Mitch McConnell: 'Winners Make Policy, Losers Go Home'

GOP majority leader Mitch McConnell (R-Kentucky) visited Lawrenceburg, Kentucky, Tuesday to give a local speech during the congressional recess, but he was met with some unhappy constituents outside the American Legion Post 34 Fairgrounds.

Roughly 1,000 people gathered to voice their opinions outside the venue for McConnell's appearance, but only a few protesters managed to get tickets to the event. However, protesters against some of the policies supported by McConnell, the GOP congressional majority, and President Trump managed to get their message to the Kentucky senator who serves as the Republican majority leader in the senate.

While McConnell acknowledged the right for those gathered to protest and voice their opinions, he told the crowd that he was going to make his opinion known, as well.

"Winners make policy. Losers go home."

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McConnell Claims He Supports The Rights To Protest For "The People Outside"

Instead of addressing the concerns of "the people outside," as McConnell referred to them, the senator spent a great deal of time before that comment outlining Hillary Clinton's margin of loss in Kentucky during the 2016 presidential election. Kentucky is a traditionally "red state" that has a healthy margin of supporters for conservatives and the GOP.

McConnell stated multiple times how he supported the right to peaceful protest, yet failed to address the concerns expressed by those constituents who had traveled there to make their voices heard. Those few critical voters who managed to get tickets to the event didn't fare much better in getting their concerns addressed.

One Attendee Confronts McConnell Over Coal Jobs

According to the Associated Press, one of the protesters who managed to get inside the gathering was 54-year-old Rose Perkins of Georgetown. Perkins asked McConnell about the coal jobs being lost in Eastern Kentucky, wagging her finger at McConnell.

Rose Perkins confronts Senator Mitch McConnell
[Image by Timothy D. Easley/AP Images]

"If you'll answer that, I'll sit down and shut up like Elizabeth Warren," Perkins said, a reference to McConnell invoking Senate rules to silence the Massachusetts senator during her speech opposing Jeff Sessions' confirmation as U.S. Attorney General.

McConnell's Silencing Of Elizabeth Warren has Not Been Forgotten

Elizabeth Warren (D-Massachusetts) attempted to read a critical letter by Coretta Scott King regarding former Senator Jeff Sessions during his nomination hearings for U.S. Attorney General. McConnell invoked a rule that prohibits members of the senate from making personal attacks on fellow senators, but Warren was simply trying to read King's letter in regard to the character of Sessions for his nomination hearing. McConnell led the rebuke officially barring the Massachusetts senator from speaking for the rest of the confirmation hearing and stated that the action had to be taken because he had warned Warren several times not to read King's remarks, but "nevertheless, she persisted."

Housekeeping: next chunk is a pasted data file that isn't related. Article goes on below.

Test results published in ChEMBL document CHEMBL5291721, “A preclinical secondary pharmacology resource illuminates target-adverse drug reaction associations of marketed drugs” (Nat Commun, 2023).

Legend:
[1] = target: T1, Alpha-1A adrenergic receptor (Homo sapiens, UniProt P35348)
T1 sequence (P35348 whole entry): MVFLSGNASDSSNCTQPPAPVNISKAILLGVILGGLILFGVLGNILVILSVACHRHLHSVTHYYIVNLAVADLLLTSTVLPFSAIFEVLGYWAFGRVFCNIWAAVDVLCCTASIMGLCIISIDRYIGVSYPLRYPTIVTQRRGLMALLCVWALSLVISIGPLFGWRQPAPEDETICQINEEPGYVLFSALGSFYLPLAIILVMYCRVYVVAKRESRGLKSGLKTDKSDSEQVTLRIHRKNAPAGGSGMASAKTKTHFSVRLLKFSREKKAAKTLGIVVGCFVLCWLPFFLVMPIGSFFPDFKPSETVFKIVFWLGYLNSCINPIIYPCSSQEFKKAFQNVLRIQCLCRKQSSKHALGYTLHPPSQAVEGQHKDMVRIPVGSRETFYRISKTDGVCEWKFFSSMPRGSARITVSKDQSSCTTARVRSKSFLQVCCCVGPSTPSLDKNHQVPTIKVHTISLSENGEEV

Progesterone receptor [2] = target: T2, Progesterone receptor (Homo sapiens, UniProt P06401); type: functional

His words became a rallying cry and the text of memes everywhere, highlighting women who have fought for women's rights in the past and present.

Unfortunately for Perkins, while she was able to voice her question, McConnell's response didn't address or even acknowledge her concerns.

"I hope you feel better now."
Mitch McConnell protesters in Lawrenceburg, Kentucky
[Image by Timothy D. Easley/AP Images]

Kentucky Residents Angry About ACA Repeal And Inability To Communicate With Senators

Another Kentucky resident at the event, 32-year-old Robert Brown, came to protest McConnell and the Republicans' plans to repeal the ACA, or "Obamacare." Brown uses a wheelchair for mobility because he has spina bifida and is afraid that he won't be able to get health insurance. He was also upset that McConnell, like many Republican senators trying to avoid hostile town hall meetings, had created a private event requiring paid tickets instead of an open forum.
"Senator McConnell is not holding town hall meetings. He's holding private meetings with people that will pay to see him and that largely agree with him."
In addition to protesting many of the policies supported by McConnell and the new administration, the crowd gathered outside the event Tuesday was upset about not being able to call and leave messages for the senator, as contact number voicemails have been full, cutting off their ability to let McConnell and other senators know their opinions on important issues.

[Featured Image by Mark Wilson/Getty Images]